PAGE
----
Marilyn Monroe Death

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There are several theories surrounding the tragic events leading up to the day of Marilyn Monroe’s death on August 5th, 1962. Although her death was ruled to be “probable suicide”, there are several questionable events involved in her death that have made many individuals believe that she was murdered. The cause of death was determined to be “Acute Barbiturate Poisoning”, from an overdose of the sedative drug Nembutal, which is the market name for the drug Pentobarbital, a drug used as both a mild sedative or sleep aid, and in higher doses, for lethal injection. Several theories suggest different reasons for the actress’s ingestion of a lethal dose of this drug ranging from her supposed affair with RFK, to an accidental medical misfortune. Despite the inconsistencies and questions, no murder charges were ever filed from the investigation.



Although there are many different ideas as to who might have killed Marilyn Monroe and why, the two main arguments are centered around her involvement with the Kennedys and the American Communist Group in Mexico (ACGM). Many groups argue that her death was an effort to cover up a scandalous affair with a political figure, or an attempt to stop a leak of important political information from one government to another.

Robert F. Kennedy

Mainstream rumors arose in the 1970s that Monroe had intimate relations with president John F. Kennedy. Anthony Summers examined their relationship in two of his books and confirmed that Monroe had fallen in love with the president and made declarations of wanting to marry him during the 1960s. She routinely called the White House and the married JFK eventually had to break off the relationship. Monroe then became very depressed and turned to JFK's younger brother, Robert, to console her. Her last significant performance was the singing of "Happy Birthday, Mr. President" at a party for the president in Madison Square Garden.

In FBI files memorandum concerning the investigation of the death of Marilyn Monroe, there are several reports from, “previously reliable informants”, who could not be named, of her interactions with Robert Kennedy, although in many situations the information has been classified due to elimination from the original text, such as blotting out of specific names and places, there is a lot of remaining text that describes the relationship between RFK and herself.

“It became clear that a relationship was developing between subject and (blacked out Name) and considerable concern was expressed. (continued blacked lines) was clear that (blacked out Name) was completely infatuated with Monroe.” (FBI Declassified memorandum part 1)[1]

Although many of the accompanying details are lost in this paragraph, the context points to Kennedy as the subject of the blacked out lines. The surrounding information paints the picture of a deeply emotionally involved character that raises concern among their colleagues. However it cannot be confirmed, due to the blacked out information if the subject is definitely Kennedy there is more evidence in later accounts that points to him in the former. This information was given by a former special agent (blacked out name) in the FBI repot under the section Robert Kennedy; the authenticity of the information is questionable.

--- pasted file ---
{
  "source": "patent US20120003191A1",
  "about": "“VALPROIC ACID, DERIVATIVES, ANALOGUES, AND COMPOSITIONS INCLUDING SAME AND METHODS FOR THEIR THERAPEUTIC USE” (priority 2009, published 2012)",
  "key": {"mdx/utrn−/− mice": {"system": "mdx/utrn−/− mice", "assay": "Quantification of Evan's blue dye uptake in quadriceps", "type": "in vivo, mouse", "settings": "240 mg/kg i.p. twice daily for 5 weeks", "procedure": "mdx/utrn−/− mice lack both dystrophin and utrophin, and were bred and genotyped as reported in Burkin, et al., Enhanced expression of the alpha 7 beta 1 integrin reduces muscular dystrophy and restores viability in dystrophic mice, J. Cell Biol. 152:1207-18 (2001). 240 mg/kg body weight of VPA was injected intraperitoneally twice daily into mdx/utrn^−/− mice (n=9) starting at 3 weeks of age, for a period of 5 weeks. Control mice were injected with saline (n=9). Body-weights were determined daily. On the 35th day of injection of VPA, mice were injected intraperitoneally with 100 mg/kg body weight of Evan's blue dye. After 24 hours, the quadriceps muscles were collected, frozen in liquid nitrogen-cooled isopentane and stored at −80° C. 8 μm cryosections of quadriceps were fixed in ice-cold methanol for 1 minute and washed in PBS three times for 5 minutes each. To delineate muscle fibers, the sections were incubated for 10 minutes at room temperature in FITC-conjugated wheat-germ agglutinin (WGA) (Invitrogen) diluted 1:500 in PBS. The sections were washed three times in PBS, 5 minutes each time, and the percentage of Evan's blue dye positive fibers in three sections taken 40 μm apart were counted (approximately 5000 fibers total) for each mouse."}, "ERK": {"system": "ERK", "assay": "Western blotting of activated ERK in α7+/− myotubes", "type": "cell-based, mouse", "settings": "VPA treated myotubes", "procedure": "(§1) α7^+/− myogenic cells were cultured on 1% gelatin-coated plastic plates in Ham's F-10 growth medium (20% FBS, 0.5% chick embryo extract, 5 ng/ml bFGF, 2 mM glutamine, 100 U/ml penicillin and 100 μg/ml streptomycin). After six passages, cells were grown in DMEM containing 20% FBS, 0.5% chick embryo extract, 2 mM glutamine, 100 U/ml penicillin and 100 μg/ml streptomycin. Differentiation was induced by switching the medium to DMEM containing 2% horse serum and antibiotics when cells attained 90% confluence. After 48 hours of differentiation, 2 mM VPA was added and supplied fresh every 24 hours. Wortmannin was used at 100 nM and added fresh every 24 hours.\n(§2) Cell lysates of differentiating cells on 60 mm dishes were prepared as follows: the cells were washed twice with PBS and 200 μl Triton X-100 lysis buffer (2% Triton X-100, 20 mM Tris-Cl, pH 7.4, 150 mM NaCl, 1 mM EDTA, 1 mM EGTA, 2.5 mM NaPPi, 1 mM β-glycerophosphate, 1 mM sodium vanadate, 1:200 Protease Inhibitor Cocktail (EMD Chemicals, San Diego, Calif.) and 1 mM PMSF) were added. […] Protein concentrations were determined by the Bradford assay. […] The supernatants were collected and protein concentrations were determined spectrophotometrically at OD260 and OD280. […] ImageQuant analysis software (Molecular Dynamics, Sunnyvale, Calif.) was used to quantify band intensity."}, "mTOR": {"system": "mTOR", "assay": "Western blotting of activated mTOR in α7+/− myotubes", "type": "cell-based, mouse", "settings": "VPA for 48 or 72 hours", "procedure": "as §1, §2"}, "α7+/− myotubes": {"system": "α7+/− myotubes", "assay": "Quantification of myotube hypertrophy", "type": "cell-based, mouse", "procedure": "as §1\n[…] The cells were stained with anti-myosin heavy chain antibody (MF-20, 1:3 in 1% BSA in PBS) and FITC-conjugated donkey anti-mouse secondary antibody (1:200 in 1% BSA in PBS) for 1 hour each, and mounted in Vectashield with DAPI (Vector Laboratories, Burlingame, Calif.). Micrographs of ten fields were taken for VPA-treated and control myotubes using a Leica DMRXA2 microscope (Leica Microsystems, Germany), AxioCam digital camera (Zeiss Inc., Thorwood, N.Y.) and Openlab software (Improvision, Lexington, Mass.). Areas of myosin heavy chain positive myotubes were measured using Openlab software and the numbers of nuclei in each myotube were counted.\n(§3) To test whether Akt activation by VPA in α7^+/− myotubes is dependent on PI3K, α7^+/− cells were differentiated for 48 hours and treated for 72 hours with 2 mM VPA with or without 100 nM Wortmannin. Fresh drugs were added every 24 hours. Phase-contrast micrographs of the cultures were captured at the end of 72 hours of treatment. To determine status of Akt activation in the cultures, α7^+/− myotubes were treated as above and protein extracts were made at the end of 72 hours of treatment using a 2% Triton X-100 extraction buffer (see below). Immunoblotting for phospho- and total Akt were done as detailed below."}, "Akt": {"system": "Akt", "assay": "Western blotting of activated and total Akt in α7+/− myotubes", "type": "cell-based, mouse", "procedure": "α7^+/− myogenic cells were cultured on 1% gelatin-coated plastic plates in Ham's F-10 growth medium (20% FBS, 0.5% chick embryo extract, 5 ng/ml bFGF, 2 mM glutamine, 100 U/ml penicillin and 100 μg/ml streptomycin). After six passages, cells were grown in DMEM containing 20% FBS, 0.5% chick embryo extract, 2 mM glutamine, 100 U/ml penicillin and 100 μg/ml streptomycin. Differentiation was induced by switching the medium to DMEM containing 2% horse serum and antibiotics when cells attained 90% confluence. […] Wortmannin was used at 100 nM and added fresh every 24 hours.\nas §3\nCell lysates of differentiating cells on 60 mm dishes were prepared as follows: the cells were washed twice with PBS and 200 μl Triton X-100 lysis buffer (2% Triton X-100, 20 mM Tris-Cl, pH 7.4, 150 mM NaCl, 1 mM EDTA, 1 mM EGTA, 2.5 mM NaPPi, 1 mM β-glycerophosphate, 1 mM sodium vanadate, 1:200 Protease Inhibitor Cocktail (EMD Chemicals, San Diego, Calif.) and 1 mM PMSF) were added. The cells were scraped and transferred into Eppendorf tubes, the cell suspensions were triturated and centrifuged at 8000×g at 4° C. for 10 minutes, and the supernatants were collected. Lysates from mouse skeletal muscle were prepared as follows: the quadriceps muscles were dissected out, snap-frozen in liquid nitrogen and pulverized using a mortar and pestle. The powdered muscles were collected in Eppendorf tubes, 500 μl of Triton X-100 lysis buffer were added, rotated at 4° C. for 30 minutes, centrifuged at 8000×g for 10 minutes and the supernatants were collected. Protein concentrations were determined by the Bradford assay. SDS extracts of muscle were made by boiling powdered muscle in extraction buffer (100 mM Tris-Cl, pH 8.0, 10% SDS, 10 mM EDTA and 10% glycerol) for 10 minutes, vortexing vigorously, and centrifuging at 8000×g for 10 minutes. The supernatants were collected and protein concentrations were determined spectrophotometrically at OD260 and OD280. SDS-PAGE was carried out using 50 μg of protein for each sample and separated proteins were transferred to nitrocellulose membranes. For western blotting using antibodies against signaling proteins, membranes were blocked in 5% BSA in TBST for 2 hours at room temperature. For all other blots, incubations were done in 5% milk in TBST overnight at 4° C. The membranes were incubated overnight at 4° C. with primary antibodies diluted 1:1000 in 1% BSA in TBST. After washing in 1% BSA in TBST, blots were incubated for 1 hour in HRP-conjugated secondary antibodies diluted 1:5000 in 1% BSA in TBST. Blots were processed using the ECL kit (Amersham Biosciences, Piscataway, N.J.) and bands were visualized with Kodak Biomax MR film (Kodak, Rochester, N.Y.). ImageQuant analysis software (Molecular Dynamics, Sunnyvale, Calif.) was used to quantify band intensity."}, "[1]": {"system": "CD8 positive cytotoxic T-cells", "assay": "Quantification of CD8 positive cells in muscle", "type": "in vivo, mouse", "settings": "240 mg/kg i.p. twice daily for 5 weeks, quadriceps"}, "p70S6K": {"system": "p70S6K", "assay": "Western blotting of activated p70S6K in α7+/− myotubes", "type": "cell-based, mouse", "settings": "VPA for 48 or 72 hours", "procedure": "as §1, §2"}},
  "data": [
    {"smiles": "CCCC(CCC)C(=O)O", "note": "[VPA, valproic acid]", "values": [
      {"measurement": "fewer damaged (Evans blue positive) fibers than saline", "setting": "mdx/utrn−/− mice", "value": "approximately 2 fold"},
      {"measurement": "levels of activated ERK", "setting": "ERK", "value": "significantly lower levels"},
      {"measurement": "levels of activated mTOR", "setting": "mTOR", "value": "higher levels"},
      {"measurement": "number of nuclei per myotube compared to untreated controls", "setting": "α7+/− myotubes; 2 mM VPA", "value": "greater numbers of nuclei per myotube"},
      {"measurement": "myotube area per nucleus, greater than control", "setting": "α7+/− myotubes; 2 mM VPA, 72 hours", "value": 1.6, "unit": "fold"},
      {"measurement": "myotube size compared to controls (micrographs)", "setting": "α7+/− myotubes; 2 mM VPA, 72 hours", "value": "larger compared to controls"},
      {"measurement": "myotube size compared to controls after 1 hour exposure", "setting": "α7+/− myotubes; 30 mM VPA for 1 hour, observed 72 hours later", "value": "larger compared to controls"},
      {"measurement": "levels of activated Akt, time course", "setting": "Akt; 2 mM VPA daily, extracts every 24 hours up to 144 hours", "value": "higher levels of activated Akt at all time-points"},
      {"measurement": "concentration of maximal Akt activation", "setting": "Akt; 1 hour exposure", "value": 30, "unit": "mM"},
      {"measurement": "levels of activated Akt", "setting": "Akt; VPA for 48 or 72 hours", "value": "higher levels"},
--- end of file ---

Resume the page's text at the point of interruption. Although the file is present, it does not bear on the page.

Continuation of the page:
"Robert Kennedy had been having a romance and sex affair, over a period of time with Marilyn Monroe………Robert Kennedy was deeply emotionally involved with Monroe, and had repeatedly promised to divorce his wife and marry Monroe." (FBI memorandum part 2, Robert F. Kennedy) [2]

Although the special agent who acquired this account was unable to evaluate its authenticity, the coincidence between the former and latter accounts raises questions as to whether Kennedy’s relationship with Monroe had a part in her passing.

American Communist Group in Mexico(ACGM)

The other major player in the suspicious relationships of Marilyn Monroe was her association with members of the (ACGM). Her interactions were described as

“A loose association of a predominately social nature with present and/or past members of the communist party U.S.A., and their friends and associates that share a common sympathy for Communism and the Soviet Union.”(FBI memorandum part 1) [3]

Because of her relationship with this communist group Marilyn was considered by the FBI to be a national security risk, obligating them to keep a file on her interactions and making her somewhat of a political target. Marilyn’s involvement with these conflicting political groups may have been an influence in the events that caused her death, whether she was ordered dead by a nervous political figurehead or she took her own life out of confusion and fear remains unclear.

A Tragic Medical Mix Up

Another theory that is while tragic, is slightly less deplorable than murder, is that her death was the result of an accidental, but potent reaction between the barbiturate Nembutal and the chloral hydrate being used to wean her off of the drug. The assumption is that poor communication between doctors Greenson, her psychiatrist, and Hyman Engelberg, her internist, led to an improper prescription of the, would be substitute, sleep drug, which could have reacted lethally with the Nembutal. In Donald Spoto’s Marilyn Monroe the biography he quotes Dr. Greenson saying, “gosh darn it, he gave her a prescription, I didn’t know about.” (Spoto, Donald “Marilyn Monroe”) [2] It is possible that this breakdown in communiqué between doctors could have lead to a medical accident that proved fatal to their patient.

Timeline of Death

  • 7:00 p.m. - Dr. Greenson, Marilyn’s psychiatrist, leaves Marilyn’s house.
  • 7:15 p.m. - Joe DiMaggio Jr. calls Marilyn around 7: 15 p.m. to tell Marilyn that he is ending his engagement with another woman. She immediately calls Dr. Greenson, who states she was in good spirits.